The Obama administration could very well free F.A.L.N. kingpin Oscar Lopez, who is serving 70 years behind bars for seditious conspiracy and other crimes, anti-terror activist Joe Connor says.
Lopez could be sprung as part of Obama's plan to grant clemency to nonviolent felons with sentences considered excessive, Connor told "The Steve Malzberg Show" on Newsmax TV.
"It's not limited to drug dealers. It can reach other people," Connor said.
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Lopez was one of the 16 Puerto Rican nationalists offered conditional clemency by President Bill Clinton in 1999, but he rejected the offer.
In addition to seditious conspiracy, Lopez was convicted of force to commit robbery, interstate transportation of firearms and ammunition to aid in the commission of a felony, and interstate transportation of stolen vehicles. But he was never convicted of an act of violence.
"Obama, I believe, will grant a second clemency … The Department of Justice has released terrorists before,'' Connor said. "It has a list together of thousands and thousands of people who potentially could be released."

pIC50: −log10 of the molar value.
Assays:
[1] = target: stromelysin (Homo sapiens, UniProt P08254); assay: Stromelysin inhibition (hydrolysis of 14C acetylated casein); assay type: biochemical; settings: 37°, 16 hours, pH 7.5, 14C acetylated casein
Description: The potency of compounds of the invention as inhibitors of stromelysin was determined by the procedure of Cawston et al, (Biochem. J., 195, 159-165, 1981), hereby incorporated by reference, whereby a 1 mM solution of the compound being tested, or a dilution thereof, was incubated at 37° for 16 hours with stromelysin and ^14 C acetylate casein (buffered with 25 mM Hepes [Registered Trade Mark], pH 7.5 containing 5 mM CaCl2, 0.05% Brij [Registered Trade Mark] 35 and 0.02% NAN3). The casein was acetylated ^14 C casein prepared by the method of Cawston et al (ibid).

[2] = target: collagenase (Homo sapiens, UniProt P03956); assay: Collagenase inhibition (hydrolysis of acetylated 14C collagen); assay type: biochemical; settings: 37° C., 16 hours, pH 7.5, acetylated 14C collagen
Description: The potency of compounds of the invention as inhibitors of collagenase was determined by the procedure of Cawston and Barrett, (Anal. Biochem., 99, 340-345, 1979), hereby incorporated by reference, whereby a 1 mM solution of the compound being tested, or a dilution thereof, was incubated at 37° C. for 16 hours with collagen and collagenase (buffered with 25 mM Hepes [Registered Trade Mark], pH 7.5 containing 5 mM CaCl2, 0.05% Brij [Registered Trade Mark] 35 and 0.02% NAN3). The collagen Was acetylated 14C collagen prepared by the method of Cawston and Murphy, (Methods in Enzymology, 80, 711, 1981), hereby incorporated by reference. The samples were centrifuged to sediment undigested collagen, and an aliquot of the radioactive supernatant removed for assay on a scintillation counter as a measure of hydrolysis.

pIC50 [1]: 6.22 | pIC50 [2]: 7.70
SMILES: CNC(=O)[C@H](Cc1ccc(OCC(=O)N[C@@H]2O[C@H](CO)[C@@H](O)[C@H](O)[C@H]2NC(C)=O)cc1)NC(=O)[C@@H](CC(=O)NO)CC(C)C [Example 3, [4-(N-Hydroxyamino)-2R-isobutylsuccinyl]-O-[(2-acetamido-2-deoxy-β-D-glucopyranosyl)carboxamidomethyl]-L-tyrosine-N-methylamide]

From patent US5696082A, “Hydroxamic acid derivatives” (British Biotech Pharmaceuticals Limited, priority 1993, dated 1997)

Connor has a particular interest in anti-terrorism — his father was killed in January 1975 when a bomb exploded in New York City's Fraunces Tavern.
The F.A.L.N. — the Armed Forces of Puerto Rican National Liberation — claimed credit, although no one has ever been prosecuted.
"When [Attorney General] Eric Holder testified at his own confirmation hearing in 2009 about the F.A.L.N clemencies, he said that they were nonviolent. He was clearly lying," Connor said.
"The F.A.L.N was convicted of blowing up over 100 bombs in the U.S. … But he considered these people nonviolent."
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